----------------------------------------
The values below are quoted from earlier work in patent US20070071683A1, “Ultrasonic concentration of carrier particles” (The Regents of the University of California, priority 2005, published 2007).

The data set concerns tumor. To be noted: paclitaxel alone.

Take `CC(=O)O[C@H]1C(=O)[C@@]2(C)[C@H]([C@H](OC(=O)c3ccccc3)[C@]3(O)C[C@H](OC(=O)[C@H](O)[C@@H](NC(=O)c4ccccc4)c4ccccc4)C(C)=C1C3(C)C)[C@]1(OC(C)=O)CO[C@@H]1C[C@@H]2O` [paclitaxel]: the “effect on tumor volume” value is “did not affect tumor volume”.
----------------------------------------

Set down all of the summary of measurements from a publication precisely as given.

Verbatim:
The values below are quoted from earlier work in patent US20070071683A1, “Ultrasonic concentration of carrier particles” (The Regents of the University of California, priority 2005, published 2007).

The data set concerns tumor. To be noted: paclitaxel alone.

Take `CC(=O)O[C@H]1C(=O)[C@@]2(C)[C@H]([C@H](OC(=O)c3ccccc3)[C@]3(O)C[C@H](OC(=O)[C@H](O)[C@@H](NC(=O)c4ccccc4)c4ccccc4)C(C)=C1C3(C)C)[C@]1(OC(C)=O)CO[C@@H]1C[C@@H]2O` [paclitaxel]: the “effect on tumor volume” value is “did not affect tumor volume”.